Adding a validation to an ActiveRecord model over live data can cause sudden inexplicable brain-shattering headache. Why?
If the new validation causes existing rows to be invalid, any attempt to update attributes on the object without correcting the offending attribute will fail. This will happen, even if an html form that fronts the model doesn't provide an opportunity for your user to modify the attribute. And, boy, that can disorient your users. Any part of your application touching that row will become unwritable.
ActiveRecord's tight policy makes you think hard about what you're doing, which might be a good thing. It's hard to see alternatives that maintain ActiveRecord's simplicity. If your application never modifies rows outside of user-generated CRUD and if each model object corresponds to a single form, then you should be okay. But plenty of good application designs cannot meet both those criteria.
The best alternative behavior I could think of would be a "partial" validation. That is, a validation check only occurred on attributes that had been modified on the object, the "dirty" attributes, so to speak, letting other invalid attributes flyby. Eventually, an invalid row is going to kill you. After all, there is a reason it is invalid.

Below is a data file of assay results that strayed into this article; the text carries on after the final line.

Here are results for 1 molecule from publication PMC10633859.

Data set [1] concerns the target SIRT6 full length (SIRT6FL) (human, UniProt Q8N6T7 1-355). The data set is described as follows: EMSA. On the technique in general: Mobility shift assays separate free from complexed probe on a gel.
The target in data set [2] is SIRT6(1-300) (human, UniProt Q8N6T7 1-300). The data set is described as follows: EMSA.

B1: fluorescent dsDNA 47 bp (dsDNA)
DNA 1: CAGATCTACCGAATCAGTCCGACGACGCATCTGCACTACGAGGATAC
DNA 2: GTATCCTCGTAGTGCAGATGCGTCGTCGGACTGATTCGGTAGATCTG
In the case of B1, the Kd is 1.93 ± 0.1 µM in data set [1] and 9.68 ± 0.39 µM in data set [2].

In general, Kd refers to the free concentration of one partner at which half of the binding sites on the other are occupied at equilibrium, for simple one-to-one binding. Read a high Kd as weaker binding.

And while I prefer a noisy failure to a quiet failure, I'd rather not my application lockup and my users bear the burden of my oversight. I can even imagine a validations mechanism that strictly enforced partial validation, but performed full validation, alerting the developers in some loud cantankerous way if full validation failed but partial did not.
Depending on the size of your database, it might be a good idea to database validity during a migration. You could iterate through all rows, calling Active Record#valid? on each, and raise an exception failing on a validation failure. It could report or enact some other policy. Consider adding a migration for each such validation. A validation that invalidates existing rows is really no different than a database migration. After all, in olden times, much of the constraints expressed in validations were expressed in the database schema itself.